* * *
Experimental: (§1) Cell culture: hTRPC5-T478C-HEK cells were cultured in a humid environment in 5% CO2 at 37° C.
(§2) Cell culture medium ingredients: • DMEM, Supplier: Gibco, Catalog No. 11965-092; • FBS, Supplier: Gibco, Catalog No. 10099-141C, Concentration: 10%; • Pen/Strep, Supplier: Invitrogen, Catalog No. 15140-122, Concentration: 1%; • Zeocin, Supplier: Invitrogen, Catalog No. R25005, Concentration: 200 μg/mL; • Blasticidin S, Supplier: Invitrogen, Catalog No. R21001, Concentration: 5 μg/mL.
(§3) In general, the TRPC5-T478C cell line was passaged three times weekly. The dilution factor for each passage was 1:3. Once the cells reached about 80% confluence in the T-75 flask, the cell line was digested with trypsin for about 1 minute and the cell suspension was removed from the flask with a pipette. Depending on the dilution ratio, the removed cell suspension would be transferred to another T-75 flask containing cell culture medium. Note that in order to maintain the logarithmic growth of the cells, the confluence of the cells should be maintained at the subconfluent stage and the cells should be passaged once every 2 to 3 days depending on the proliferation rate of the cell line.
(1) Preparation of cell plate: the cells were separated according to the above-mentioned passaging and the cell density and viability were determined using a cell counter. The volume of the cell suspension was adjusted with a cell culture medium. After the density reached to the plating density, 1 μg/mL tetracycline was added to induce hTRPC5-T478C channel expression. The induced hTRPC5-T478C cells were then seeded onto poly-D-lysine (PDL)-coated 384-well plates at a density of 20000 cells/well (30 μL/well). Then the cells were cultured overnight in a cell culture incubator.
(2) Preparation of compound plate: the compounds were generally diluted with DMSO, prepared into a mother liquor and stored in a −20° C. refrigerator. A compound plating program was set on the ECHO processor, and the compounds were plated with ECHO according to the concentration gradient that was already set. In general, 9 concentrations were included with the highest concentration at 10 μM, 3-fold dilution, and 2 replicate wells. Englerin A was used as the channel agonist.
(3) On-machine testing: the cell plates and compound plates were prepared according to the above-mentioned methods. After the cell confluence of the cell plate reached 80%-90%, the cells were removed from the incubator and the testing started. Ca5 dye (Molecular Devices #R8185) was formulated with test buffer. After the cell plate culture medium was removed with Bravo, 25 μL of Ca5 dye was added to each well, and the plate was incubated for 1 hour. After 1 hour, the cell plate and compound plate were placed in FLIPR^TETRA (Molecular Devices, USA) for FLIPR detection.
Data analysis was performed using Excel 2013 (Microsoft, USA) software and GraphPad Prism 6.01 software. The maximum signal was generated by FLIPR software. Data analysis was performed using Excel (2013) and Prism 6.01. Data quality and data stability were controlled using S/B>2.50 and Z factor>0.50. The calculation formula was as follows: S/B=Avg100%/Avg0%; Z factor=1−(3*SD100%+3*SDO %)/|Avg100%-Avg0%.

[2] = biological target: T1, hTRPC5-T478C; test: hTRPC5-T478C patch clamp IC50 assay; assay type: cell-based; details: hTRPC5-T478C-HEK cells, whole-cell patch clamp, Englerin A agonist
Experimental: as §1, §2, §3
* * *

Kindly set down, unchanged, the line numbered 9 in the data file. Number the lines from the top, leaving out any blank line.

Experimental: as §1, §2, §3